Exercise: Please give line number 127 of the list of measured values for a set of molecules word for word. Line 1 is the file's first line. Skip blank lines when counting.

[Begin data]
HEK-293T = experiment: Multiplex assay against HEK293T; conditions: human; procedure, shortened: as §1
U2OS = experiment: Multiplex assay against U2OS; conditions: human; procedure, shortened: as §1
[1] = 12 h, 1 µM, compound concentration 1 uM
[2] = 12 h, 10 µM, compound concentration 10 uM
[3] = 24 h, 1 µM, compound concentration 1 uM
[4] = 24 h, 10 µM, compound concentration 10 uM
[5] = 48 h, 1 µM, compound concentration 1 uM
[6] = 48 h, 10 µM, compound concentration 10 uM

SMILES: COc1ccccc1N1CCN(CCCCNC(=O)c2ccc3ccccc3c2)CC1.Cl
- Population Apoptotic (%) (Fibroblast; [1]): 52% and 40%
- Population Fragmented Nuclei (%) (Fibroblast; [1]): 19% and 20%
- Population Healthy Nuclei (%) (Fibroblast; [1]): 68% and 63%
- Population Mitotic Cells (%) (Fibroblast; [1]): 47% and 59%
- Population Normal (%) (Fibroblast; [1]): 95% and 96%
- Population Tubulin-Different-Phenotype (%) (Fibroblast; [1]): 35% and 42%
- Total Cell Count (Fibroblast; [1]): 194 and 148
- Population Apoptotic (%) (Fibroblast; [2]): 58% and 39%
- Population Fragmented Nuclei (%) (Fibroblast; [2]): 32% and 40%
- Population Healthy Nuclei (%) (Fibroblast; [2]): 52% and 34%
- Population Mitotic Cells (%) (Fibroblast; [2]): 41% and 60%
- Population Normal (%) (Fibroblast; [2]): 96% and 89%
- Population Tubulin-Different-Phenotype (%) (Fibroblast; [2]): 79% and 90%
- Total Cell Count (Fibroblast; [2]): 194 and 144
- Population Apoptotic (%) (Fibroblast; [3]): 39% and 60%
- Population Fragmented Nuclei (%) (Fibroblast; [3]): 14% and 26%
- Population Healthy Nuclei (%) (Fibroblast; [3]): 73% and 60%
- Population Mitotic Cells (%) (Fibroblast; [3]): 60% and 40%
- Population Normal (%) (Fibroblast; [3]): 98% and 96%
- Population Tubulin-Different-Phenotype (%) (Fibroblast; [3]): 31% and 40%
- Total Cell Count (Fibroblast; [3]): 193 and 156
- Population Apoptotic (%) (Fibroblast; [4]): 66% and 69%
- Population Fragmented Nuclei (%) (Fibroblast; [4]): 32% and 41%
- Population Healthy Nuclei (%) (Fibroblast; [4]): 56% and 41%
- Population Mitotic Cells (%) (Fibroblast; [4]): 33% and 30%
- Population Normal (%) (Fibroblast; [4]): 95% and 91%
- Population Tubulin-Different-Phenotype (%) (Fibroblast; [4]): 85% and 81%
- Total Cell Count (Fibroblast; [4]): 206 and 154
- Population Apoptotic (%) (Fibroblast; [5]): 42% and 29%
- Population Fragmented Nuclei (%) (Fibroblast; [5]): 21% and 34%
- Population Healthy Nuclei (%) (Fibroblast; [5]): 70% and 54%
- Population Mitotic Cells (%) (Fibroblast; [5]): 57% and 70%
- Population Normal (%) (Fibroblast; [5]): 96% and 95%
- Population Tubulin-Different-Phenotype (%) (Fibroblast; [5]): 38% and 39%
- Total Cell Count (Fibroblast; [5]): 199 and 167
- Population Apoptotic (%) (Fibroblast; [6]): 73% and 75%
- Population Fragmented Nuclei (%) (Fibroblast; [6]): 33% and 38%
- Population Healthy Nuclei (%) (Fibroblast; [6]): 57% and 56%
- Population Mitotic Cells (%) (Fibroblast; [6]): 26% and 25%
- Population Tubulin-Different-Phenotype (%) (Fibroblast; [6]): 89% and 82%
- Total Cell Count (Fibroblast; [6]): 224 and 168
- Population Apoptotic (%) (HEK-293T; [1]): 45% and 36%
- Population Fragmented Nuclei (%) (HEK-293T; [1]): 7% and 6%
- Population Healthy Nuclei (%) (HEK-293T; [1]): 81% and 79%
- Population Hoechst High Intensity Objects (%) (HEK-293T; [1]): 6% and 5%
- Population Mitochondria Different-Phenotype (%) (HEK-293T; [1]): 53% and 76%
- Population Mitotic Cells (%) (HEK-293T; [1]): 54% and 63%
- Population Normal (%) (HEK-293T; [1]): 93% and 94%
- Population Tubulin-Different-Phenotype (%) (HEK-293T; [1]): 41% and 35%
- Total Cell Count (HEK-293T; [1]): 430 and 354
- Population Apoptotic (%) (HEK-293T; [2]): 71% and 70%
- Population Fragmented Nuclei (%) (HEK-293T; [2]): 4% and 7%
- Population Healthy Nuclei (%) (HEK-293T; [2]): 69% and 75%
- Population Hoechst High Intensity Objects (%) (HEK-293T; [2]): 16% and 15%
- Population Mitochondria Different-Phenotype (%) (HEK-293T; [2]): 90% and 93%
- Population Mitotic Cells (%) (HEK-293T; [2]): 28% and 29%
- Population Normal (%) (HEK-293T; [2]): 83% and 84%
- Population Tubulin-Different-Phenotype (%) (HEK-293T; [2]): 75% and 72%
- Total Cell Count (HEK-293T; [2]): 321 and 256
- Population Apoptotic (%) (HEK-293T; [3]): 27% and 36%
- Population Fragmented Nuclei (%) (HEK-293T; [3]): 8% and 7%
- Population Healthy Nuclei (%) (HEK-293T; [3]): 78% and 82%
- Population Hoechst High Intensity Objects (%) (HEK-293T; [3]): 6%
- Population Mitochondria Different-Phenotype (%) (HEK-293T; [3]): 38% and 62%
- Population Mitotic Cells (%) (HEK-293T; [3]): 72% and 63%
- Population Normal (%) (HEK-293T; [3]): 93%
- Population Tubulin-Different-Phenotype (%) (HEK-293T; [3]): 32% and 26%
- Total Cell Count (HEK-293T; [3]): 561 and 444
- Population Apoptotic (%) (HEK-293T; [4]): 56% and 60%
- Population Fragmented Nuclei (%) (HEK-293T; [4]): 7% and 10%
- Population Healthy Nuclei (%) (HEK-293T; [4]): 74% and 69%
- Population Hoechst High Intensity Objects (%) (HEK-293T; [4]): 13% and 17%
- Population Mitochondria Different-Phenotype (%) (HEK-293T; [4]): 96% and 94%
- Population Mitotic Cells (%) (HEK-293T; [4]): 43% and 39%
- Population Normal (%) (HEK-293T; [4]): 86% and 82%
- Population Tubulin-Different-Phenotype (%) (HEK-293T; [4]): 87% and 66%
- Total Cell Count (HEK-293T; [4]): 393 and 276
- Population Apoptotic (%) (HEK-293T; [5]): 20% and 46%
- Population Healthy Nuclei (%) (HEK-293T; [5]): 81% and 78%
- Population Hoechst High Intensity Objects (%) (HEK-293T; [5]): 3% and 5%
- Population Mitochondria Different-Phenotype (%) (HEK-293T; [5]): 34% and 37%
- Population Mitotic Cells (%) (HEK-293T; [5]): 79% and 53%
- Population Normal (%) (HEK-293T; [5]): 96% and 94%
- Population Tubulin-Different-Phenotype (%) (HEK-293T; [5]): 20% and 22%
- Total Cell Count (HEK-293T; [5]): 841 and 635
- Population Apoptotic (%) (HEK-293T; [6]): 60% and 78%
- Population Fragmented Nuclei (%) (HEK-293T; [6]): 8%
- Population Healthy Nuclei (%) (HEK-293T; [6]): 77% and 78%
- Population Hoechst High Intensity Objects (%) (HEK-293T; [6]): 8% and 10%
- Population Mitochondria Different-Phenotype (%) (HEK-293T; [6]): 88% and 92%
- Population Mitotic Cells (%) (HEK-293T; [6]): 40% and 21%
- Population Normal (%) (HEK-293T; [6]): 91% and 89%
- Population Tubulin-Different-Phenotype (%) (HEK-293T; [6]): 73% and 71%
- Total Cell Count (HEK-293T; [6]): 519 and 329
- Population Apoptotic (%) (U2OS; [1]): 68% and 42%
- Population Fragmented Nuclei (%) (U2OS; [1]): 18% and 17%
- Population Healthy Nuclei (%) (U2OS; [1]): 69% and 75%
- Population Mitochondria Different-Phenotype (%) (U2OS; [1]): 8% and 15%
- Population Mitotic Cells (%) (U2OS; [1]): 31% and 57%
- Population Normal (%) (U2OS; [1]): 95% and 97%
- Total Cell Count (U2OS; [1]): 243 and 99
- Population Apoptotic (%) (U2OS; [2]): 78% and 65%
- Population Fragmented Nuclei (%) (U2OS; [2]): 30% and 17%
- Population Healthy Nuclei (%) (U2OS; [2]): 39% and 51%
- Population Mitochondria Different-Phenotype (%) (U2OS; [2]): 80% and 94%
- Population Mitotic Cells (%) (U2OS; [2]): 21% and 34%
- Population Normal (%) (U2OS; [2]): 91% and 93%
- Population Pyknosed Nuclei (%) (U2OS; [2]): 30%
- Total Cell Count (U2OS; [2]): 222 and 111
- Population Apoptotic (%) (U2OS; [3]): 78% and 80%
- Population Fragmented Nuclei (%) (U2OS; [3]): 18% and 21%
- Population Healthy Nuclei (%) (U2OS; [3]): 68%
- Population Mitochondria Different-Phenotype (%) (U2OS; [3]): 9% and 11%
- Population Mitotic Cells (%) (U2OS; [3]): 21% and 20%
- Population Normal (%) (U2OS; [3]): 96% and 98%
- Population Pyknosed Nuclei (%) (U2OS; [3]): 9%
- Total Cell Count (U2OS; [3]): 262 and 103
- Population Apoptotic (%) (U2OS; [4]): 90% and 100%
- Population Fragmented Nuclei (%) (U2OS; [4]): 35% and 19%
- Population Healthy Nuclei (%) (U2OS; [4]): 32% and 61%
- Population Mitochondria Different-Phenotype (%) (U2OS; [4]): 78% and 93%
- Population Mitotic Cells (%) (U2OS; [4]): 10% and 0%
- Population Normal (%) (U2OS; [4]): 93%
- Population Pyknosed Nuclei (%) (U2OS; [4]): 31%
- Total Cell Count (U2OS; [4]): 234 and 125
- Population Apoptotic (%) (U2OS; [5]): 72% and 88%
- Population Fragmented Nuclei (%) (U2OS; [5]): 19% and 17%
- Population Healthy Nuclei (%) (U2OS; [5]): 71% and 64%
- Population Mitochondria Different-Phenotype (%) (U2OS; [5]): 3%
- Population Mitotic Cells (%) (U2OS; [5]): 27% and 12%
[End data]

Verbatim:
- Population Apoptotic (%) (U2OS; [4]): 90% and 100%